P&F Services representatives said their drills have hydraulic disk lifters (figure 8). During typical operations they use at least one weight, increasing the weight if the ground is hard to penetrate. The range of disk motion on the current P&F Services hydraulic model can be varied with an adjustable chain. A hydraulic lift adds about $3,500 to the cost of the drill.

Photo of a drilling machine with the Hydraulic Lift Arm labeled.
Figure 8—Hydraulic lifts on disks help clear seed tubes, raise
disks over large rocks or obstructions, and reduce the
risk of injury to operators moving drills.

Future Research

Observations and conversations between participants from MTDC, the Vale BLM shop, and P&F Services were combined with the original BLM priorities to produce several research and technology development suggestions.

Speed Tracking Devices

A speed tracking/recording device, perhaps based on the global positioning system, would be useful to track drill speeds, and possibly track the acreage seeded. Contracting officers would have to interpret the data to ensure that contract guidelines (such as drilling speed) were followed. An electronic record of acres seeded could be used as a measure for contract payments. The BLM employees mentioned that a better, more accurate acre counter on the drills would be helpful from a maintenance standpoint.

Seed Packing Devices

A method to pack the seedbed lightly ahead of the drag chain and behind the disk and seed tube would be useful. Another option might be a packing wheel that would also control the disk depth, thus eliminating the depth band. This approach should improve the contact between the seed and the soil and might help control seed planting depth.

Reducing Seed Segregation

Possible options include modifying the seed-box design, and pelletizing or agglomerating small seeds. In the process, researchers could investigate seed fillers, seed coatings, or suspension materials to reduce segregation. A study or investigation could determine how much seed segregation in the seed box affects distribution of seed to the ground.

Seed Boxes

The seed boxes on older drills are obsolete and parts are no longer available. Replacement seed boxes need to be found for these drills.

Test Plot Experiments

Test plots to show the effect of varying drill speeds, depth bands, disk weights, seed-box design, and possibly a new packing device might be worth pursuing as a research project.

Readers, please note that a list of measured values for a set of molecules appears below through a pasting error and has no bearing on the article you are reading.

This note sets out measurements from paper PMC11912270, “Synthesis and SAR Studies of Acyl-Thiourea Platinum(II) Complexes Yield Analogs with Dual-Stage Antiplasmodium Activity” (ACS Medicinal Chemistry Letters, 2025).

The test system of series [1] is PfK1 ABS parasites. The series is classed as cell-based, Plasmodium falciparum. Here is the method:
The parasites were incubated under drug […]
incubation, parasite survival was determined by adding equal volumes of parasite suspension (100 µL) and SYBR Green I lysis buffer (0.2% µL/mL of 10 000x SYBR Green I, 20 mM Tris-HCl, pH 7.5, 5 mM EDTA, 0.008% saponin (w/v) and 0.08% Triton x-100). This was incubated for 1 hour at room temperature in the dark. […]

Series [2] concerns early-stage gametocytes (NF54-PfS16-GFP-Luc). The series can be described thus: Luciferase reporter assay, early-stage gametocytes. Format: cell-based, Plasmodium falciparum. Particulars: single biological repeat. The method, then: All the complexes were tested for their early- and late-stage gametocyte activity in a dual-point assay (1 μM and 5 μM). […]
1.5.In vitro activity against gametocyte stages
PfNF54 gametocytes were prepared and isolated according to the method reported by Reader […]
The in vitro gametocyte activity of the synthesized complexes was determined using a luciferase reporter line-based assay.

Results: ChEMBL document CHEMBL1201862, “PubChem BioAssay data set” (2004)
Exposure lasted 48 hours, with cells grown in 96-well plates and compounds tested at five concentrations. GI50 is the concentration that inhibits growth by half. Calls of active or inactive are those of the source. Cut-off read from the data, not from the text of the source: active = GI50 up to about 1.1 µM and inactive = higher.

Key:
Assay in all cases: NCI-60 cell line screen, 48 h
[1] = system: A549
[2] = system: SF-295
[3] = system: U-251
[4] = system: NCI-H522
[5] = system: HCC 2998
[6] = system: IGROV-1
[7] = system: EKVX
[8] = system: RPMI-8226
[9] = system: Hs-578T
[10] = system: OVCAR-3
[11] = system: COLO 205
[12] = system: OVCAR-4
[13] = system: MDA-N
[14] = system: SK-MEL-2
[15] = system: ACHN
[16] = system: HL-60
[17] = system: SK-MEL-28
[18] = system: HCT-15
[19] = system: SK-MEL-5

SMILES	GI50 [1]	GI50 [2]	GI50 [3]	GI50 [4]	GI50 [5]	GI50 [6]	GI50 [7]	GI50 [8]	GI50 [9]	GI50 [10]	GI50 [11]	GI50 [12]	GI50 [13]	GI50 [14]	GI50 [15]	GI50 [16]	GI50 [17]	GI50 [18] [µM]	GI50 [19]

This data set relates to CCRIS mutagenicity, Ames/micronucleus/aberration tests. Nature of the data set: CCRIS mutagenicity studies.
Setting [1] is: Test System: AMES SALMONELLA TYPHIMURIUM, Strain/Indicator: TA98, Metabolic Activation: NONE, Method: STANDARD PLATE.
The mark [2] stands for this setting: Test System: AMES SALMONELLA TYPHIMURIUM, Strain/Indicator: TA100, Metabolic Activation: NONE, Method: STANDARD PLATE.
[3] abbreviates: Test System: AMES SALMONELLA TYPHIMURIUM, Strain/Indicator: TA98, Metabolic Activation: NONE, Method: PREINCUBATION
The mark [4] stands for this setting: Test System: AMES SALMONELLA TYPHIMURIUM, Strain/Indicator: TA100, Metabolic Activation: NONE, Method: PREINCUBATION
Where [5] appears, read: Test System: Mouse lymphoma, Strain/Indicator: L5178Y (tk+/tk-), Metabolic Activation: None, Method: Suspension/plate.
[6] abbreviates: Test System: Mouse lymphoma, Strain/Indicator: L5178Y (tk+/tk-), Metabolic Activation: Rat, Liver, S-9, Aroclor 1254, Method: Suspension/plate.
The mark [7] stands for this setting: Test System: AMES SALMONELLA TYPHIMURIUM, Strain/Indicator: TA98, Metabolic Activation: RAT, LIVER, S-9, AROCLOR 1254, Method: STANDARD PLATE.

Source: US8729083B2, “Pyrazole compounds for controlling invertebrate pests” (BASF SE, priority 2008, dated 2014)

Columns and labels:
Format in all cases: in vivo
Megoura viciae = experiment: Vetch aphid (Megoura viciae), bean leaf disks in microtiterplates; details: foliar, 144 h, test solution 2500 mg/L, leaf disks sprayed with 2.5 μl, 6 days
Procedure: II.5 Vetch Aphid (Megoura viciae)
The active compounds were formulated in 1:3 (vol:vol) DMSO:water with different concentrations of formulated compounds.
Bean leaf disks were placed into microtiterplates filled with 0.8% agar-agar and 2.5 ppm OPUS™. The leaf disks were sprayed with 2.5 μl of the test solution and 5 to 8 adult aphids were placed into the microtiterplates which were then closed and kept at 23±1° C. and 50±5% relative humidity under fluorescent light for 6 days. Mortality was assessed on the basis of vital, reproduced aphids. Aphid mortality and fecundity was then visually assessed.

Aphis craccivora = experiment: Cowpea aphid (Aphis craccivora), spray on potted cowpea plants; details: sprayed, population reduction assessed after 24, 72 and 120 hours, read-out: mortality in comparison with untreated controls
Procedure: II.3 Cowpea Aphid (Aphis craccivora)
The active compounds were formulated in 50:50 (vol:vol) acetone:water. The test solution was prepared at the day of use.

A key to more successful range seeding is to keep the rangeland drill uncomplicated—simple to operate, maintain, and calibrate. When equipment is less complicated, users are more likely to configure drills properly for the job at hand and modify those configurations as conditions change. A solution for application errors may be having a contract administrator onsite or spot-checking seeding operations to monitor the seed mix, calibration, travel speed, and the area covered. Including a hydraulic disk lift on new drills would improve operability and safety, while reducing maintenance. Manufacturers are working on improved drills that will do a better job of placing and covering the seed.


In the fall of 2006, rangeland drills were available from the following companies:

P&F Services
PO Box 1076
Kemmerer, WY 83101
Phone: 307–877–6455

Truax Co., Inc.
4300 Quebec Ave. North
New Hope, MN 55428
Phone: 763–537–6639
Web site:

Metal Masters
3862 Depot Rd.
Hayward, CA 94545
Phone: 510–352–1230

Nyssa Machine & Welding
219 N 9th St.
Nyssa, OR 97913
Phone: 541–372–3123
Web site:

About the Author

Gary Kees works in the reforestation and nursery, forest health, GPS, and fire programs at MTDC. Gary, who has a degree in mechanical engineering from the University of Idaho, worked for 10 years as a mechanical and structural engineer, project manager, and engineering group leader for the Monsanto Co. in Soda Springs, ID.

Thanks to…

Frank Russo, P&F Services; Mark Manezes and BLM Vale shop personnel; Pete Robichaud, Rocky Mountain Research Station; Sunni Bradshaw, MTDC; Publications staff, MTDC

For additional technical information, contact Gary Kees or Dick Karsky at MTDC.

Gary Kees
Phone: 406–829–6753

Dick Karsky
Phone: 406–329–3921

Electronic copies of MTDC's documents are available on the Internet at:

Forest Service and Bureau of Land Management employees can search a more complete collection of MTDC's documents, videos, and CDs on their internal computer networks at: